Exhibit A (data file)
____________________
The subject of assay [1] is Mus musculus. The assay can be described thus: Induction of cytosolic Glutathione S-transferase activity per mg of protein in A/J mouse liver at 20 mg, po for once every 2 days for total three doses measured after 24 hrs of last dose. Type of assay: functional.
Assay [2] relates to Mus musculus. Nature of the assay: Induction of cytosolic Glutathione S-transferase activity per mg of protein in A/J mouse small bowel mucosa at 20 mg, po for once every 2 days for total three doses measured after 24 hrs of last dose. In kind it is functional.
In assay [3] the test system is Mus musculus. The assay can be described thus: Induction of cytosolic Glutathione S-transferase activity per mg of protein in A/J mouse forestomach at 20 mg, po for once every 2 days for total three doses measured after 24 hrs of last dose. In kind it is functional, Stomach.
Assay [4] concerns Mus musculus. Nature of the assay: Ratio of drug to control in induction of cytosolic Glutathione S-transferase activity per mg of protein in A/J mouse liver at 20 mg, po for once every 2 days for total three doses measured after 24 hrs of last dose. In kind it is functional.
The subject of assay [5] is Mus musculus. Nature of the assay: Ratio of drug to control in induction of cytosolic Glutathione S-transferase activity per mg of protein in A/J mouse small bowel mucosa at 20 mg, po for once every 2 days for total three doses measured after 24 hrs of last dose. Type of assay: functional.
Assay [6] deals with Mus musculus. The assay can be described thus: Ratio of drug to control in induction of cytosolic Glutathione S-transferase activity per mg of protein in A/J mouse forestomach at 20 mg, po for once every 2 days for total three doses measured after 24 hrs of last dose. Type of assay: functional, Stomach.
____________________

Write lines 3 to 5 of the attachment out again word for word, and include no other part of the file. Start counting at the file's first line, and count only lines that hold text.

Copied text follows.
In assay [3] the test system is Mus musculus. The assay can be described thus: Induction of cytosolic Glutathione S-transferase activity per mg of protein in A/J mouse forestomach at 20 mg, po for once every 2 days for total three doses measured after 24 hrs of last dose. In kind it is functional, Stomach.
Assay [4] concerns Mus musculus. Nature of the assay: Ratio of drug to control in induction of cytosolic Glutathione S-transferase activity per mg of protein in A/J mouse liver at 20 mg, po for once every 2 days for total three doses measured after 24 hrs of last dose. In kind it is functional.
The subject of assay [5] is Mus musculus. Nature of the assay: Ratio of drug to control in induction of cytosolic Glutathione S-transferase activity per mg of protein in A/J mouse small bowel mucosa at 20 mg, po for once every 2 days for total three doses measured after 24 hrs of last dose. Type of assay: functional.